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About EIS

EIS officer swabs a boa constrictor to test for the presence of Salmonella Cotham during a multistate outbreak of human Salmonella cases.

EIS officer completes his daily tally sheets from his contact tracing visit in the city of Kamian, Guinea.

EIS is a highly competitive, 2-year, post-graduate fellowship. This CDC program, established in 1951, is a unique combination of on-the-job-learning and service in applied epidemiology. Each class consists of approximately 80 EIS officers, selected from among highly qualified applicants who demonstrate interest in a public health career. (See Application Information for eligibility requirements.)

EIS officers are assigned to work in subject areas of infectious or noninfectious diseases, global health, chronic disease, injury prevention, or environmental or occupational health. They may be assigned to CDC offices, state or local health departments, or other federal agencies. When disease outbreaks or natural disasters strike anywhere in the world, EIS officers — CDC’s boots-on-the-ground disease detectives — are on the scene.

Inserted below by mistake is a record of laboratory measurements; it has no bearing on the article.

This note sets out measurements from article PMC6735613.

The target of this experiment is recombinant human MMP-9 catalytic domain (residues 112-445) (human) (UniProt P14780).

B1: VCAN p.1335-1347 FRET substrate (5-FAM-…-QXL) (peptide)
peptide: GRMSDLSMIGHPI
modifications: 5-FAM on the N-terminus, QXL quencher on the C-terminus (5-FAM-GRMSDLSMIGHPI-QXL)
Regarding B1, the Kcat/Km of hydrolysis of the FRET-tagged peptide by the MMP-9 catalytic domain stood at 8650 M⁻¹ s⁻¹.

“From tracking down transplant recipients who received rabies virus–exposed organs to helping discover a brand new species of orthopoxvirus in the country of Georgia, the 2 years I spent as an EIS officer were among the most rewarding in my professional career. You come in each day excited to investigate something new.”

Neil Vora, MD, EIS Class of 2012

EIS is a gateway for graduates to have successful careers at CDC, state or local health departments, and other organizations. Many graduates have pursued leadership positions in public health, medicine, academia, research, industry, foundations and nongovernmental organizations, and the media.

For more about “the EIS experience,” check out the Epidemic Intelligence Service Playlist. This series of videos features EIS alumni talking why they applied, what they did as EIS officers, what impact EIS has had on their careers, and what advice they have for potential applicants.